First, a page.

Hammerman 1995: This two-center trial enrolled 18 preterm infants < 1750 g (28 to 29 weeks gestational age) with echocardiographically documented PDA. Infants were randomized to receive indomethacin either by three rapid injections (an initial dose of 0.2 mg/kg followed by two doses of 0.1 mg/kg every 12 hours) or by continuous intravenous infusion (11 mcg/kg/hour) over 36 hours, providing an equivalent total dose. Blood flow velocity of the middle cerebral artery (MCA) was measured before and at four and 30 minutes and at 24 hours following completion of the initial infusion for the bolus group or the start of the continuous infusion for the continuous group by the investigator who was blinded to the group assignment. Echocardiograms were obtained daily for four days after entry to the study and then at one week of age. Perinatal characteristics were registered. Primary outcome variables were PDA closure, reopening of PDA after completion of the allocated treatment, IVH and changes in cerebral blood flow velocities during the indomethacin treatment. Other studied variables were systolic blood pressure, BUN and creatinine.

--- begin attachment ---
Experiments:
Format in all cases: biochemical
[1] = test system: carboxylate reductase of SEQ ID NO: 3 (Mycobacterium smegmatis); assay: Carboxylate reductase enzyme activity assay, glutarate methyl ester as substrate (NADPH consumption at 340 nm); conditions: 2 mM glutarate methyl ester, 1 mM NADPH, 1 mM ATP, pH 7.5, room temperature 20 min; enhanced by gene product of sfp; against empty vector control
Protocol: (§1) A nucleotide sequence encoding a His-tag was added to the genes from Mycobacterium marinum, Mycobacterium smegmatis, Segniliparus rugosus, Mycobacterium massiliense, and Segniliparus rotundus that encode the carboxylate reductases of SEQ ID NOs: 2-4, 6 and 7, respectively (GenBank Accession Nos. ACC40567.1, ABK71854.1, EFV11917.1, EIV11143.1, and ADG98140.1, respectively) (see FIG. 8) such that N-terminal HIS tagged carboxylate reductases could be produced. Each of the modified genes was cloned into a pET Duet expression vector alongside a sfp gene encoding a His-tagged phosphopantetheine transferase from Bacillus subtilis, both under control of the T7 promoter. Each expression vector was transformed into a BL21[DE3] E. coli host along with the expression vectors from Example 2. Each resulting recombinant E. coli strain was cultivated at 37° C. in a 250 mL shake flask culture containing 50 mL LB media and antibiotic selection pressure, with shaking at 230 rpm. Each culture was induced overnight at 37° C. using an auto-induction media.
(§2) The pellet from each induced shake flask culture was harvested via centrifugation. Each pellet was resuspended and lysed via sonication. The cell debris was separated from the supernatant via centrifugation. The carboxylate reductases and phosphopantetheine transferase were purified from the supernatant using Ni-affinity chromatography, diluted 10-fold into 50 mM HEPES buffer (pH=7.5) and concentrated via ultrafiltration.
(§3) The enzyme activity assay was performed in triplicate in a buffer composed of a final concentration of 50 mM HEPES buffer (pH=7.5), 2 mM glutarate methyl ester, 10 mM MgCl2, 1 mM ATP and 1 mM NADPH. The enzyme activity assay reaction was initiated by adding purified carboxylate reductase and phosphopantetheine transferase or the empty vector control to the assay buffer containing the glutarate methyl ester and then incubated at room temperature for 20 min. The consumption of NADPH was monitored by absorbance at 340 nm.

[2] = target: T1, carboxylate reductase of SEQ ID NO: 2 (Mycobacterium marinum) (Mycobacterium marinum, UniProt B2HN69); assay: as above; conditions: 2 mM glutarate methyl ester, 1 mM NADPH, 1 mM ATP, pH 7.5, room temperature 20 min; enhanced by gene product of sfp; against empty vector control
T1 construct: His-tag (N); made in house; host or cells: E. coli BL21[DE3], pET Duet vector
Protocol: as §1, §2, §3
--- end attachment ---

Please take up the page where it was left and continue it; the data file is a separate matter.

Risk of bias in included studies

Christmann 2002: Enrolled patients were randomized using the sealed envelope technique. Allocation concealment was unclear. Investigators who preformed echocardiograms and blood flow measurements were not reported to be blinded to group assignments. Apparently, there was a loss of three infants from both continuous and bolus groups. No explanation for these losses was given by the authors.